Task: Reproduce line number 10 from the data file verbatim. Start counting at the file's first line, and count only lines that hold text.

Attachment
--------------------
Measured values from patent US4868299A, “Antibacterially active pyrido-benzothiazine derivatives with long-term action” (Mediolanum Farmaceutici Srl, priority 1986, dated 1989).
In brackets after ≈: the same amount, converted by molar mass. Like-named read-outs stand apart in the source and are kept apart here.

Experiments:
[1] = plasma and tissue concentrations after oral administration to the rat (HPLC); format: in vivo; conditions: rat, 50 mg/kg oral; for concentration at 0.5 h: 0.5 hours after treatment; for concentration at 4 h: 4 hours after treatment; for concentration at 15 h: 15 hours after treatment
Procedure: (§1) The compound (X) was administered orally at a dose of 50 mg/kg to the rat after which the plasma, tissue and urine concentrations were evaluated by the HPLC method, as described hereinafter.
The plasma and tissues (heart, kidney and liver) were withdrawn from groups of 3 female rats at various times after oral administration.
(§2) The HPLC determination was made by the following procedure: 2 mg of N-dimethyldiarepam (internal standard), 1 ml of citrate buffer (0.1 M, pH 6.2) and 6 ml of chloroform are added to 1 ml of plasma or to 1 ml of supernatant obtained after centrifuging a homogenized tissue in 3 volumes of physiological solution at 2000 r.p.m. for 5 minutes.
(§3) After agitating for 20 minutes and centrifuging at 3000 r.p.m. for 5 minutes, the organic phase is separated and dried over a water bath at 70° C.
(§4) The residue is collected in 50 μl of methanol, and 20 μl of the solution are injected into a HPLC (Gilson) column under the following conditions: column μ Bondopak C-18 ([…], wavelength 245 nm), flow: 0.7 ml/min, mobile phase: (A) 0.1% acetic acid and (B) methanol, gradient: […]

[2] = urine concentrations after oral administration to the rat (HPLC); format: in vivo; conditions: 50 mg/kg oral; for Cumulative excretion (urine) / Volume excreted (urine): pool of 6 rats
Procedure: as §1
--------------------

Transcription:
[2] = urine concentrations after oral administration to the rat (HPLC); format: in vivo; conditions: 50 mg/kg oral; for Cumulative excretion (urine) / Volume excreted (urine): pool of 6 rats